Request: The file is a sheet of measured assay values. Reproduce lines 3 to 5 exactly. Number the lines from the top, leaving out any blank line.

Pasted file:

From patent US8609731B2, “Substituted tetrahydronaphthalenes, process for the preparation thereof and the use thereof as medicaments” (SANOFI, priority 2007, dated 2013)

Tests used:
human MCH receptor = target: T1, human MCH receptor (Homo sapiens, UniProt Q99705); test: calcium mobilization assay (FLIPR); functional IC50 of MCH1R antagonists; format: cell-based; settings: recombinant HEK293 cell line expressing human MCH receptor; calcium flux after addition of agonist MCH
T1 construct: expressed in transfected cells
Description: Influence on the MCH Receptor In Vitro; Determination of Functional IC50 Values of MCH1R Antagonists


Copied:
human MCH receptor = target: T1, human MCH receptor (Homo sapiens, UniProt Q99705); test: calcium mobilization assay (FLIPR); functional IC50 of MCH1R antagonists; format: cell-based; settings: recombinant HEK293 cell line expressing human MCH receptor; calcium flux after addition of agonist MCH
T1 construct: expressed in transfected cells
Description: Influence on the MCH Receptor In Vitro; Determination of Functional IC50 Values of MCH1R Antagonists